It's quite obvious that they are just reading the top couple of lines in the Wikipedia article that they Googled just a couple of minutes before this interview. 

If you listen to the original Russian clip, they mispronounce the name of the cathedral in quite a hilarious way. They heard it for the first time, probably, just minutes before this interview.

And if you track their movements up there, they are nowhere near this cathedral. So this is a really poor excuse.

A screenshot of the Wikipedia entry for the Salisbury Cathedral. (Wikipedia)

They say they're there to see this impressive cathedral. And then they say they went back again. So what's their explanation as to why they made these two trips?

OK, so this is really getting to the uncanny valley.

Their explanation as to why they had to return twice to the same town in a matter of two days is that on the first day, there was snow and slush everywhere.

They're from Moscow. For God's sake, we have eight months of winter. And the slush goes all the way up to your ankles. Nobody's deterred by that [laughs].

As far as I understand, on the second trip, they didn't even go anywhere near the cathedral. They just wandered around into the middle of nowhere.

And Salisbury is a quiet little town, and there's literally nothing else to see except this cathedral. They walked in a completely opposite direction on empty roads leading to nowhere. They offered no explanation for the curious route to this site of Salisbury.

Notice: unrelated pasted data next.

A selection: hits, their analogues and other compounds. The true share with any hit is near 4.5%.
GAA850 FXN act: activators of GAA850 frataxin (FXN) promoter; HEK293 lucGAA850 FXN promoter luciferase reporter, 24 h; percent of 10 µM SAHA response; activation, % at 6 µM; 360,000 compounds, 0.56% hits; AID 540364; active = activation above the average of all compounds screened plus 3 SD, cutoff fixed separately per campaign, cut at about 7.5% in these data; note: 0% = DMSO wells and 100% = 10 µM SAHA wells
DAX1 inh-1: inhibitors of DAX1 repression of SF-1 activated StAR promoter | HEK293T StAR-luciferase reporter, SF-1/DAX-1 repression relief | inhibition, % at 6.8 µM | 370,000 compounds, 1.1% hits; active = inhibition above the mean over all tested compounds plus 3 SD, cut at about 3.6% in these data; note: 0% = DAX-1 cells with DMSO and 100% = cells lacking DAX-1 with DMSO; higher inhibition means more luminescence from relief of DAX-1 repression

Petrov and Boshirov captured on CCTV on Fisherton Road in Salisbury on March 4. (London Metropolitan Police via Reuters)

If this was part of some sophisticated intelligence operation — a hit that they were sent out to do by Vladimir Putin himself, ordered out of the Kremlin — why would they be such clowns? Why would they even be up on state TV?

I wish I had an explanation for you. A pretty obvious one would be that they really are incompetent clowns who botched up this operation and were forced to humiliate themselves on national television as some sort of punishment. That's the only semi-plausible I can offer you.

How is this interview playing in Russia?

There's a lot of memes now. It's perfect meme material. Everybody's just making fun of these guys, because what else can we do? I'm seeing on social media that even the state loyalists are like, how can anyone take this seriously?

This is really a screw-up of such monumental proportions that it's really hard to defend, even if it's literally your job to do so.

Written by Jeanne Armstrong and Kevin Ball. Interview produced by Jeanne Armstrong. Q&A edited for length and clarity.


To encourage thoughtful and respectful conversations, first and last names will appear with each submission to CBC/Radio-Canada's online communities (except in children and youth-oriented communities). Pseudonyms will no longer be permitted.

By submitting a comment, you accept that CBC has the right to reproduce and publish that comment in whole or in part, in any manner CBC chooses. Please note that CBC does not endorse the opinions expressed in comments. Comments on this story are moderated according to our Submission Guidelines. Comments are welcome while open. We reserve the right to close comments at any time.